Combine math and literature with Eric Carle’s book, Ten Little Rubber Ducks. It’s based on a true story about bathtub toys that fell off a container ship and floated to various places.
This delightful tale is another example of Carle’s colourful tissue paper collage style. The story begins in the factory where the ducks are made. They’re then loaded on a freighter but during stormy weather ten of little rubber ducks fall into the ocean and float away.
Try the activities below with your students to help them practice counting sets of ducks and to learn how to use ordinal numbers.
Have the children cut sections of ducks out of the free duck picture handout, glue them to their papers and then print the correct number of ducks beside each group. The children can then use crayons or felts to add words, water, plants, or anything they like to their pictures.
- Read Ten Little Rubber Ducks right through on the first day.
- On the second day read the book and talk about the story and the pictures.
- On day three, count how many ducks are on each page.
- Choose a number and have the children create two or three class books based on “Ten Little Rubber Ducks”. In a book called “5 Little Puppy Dogs”, for instance, each child in the group can make a page with 5 puppies going to a different place.
- As you read the class book over and over, have the children count the five puppies on each page.
- Don’t make the books too long or the kids may lose interest. Vary the number of class books you make depending on the number of children you are working with.
- In a class of twenty children, for instance, ten children might create pages for a book about five puppies and the other ten children may create pages for a book about five kittens, etcetera.
Teach ordinal numbers
The 10 little rubber ducks meet various animals on their journey and the happy 10th duck meets a mother duck with her brood and follow them to her nest.
Read the book over and over to help the children get used to hearing ordinal numbers. Many young children are very familiar with the terms, “first” and “last” but not too many know how to correctly use the terms, second, third, fourth, etcetera.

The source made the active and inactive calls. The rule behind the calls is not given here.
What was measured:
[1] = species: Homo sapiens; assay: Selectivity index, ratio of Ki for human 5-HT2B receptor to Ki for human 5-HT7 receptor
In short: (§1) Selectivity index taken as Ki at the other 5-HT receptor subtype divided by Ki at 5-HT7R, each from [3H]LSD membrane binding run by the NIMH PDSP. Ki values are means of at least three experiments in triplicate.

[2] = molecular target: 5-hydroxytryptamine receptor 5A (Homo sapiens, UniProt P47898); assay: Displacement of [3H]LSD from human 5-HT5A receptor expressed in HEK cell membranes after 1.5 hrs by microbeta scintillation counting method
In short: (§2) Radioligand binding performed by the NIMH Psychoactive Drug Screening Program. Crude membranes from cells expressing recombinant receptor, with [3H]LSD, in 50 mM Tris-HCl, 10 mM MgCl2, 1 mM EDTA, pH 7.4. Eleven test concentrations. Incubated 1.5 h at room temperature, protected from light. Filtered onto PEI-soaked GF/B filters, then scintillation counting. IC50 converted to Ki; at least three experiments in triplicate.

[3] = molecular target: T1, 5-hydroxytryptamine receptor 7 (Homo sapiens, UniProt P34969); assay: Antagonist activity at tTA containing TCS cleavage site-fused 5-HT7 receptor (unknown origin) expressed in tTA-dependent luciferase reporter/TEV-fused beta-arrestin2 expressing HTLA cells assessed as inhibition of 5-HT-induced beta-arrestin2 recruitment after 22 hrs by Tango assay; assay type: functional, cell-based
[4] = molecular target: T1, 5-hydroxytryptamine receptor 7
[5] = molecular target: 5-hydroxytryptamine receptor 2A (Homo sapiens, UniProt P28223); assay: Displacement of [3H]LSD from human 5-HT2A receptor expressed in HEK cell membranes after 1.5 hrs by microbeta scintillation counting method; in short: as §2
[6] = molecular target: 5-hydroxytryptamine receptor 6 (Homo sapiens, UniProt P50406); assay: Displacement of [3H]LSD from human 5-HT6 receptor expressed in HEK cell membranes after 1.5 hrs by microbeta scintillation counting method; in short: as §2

Using games to reinforce the concepts of ordinal numbers
- Make 10 simple rubber duck puppets with ducks cut out of yellow construction paper, stickers, and popsicle sticks (see picture above).
- Make each duck different
- Tape the popsicle sticks high up on the cut out ducks to keep the paper from drooping over.
Musical ducks ordinal numbers game
Play games with the simple duck puppets mentioned above to reinforce ordinal numbers.
- Have five children each hold a different duck puppet and walk around the middle of the carpet.
- Play music and then turn it off (like musical chairs).
- If you choose a song the children already know. the rest of the children watching from the outside of the carpet can sing too.
- When the music is turned off the children with the ducks sit in a row on the carpet and hold their ducks up.
- Use pieces of tape on the rug to help the children know where to sit.
- Every one else chants along with the teacher’s guidance (touch each one)… “The duck with the green dots is first, the duck with the orange stars is second, the duck with ….” until you get to the last duck.
- Children trade places and five more children get to walk around with the ducks.
- Increase to six, then seven, then eight, until the children are familiar with the ordinal terms to ten.
Assessing ordinal number sense
- Test a child’s knowledge of ordinal numbers by lining up five different colored plastic toys and placing them in a row.
- Tell the child that the toys are running in a race to the plastic map or book or whatever you choose.
- Then ask the child to touch the one that is first.
- Many young children can do this correctly.
- Then ask the child to touch the fourth one, the fifth one, the second one, etcetera.
- Do not say them in order. You can quickly see which children have a good understanding of ordinal numbers and which ones need to play with the concept more.